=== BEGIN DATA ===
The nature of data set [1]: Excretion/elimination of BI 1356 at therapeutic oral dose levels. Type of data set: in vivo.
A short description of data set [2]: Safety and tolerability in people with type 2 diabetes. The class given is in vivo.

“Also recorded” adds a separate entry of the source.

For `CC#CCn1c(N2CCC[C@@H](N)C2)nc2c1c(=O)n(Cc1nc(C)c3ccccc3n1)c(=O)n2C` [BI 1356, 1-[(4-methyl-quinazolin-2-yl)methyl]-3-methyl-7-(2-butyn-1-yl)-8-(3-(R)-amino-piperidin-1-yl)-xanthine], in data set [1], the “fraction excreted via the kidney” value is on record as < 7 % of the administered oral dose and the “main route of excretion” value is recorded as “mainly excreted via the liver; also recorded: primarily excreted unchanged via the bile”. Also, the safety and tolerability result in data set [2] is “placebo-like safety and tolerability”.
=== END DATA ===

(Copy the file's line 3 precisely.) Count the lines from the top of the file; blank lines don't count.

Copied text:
“Also recorded” adds a separate entry of the source.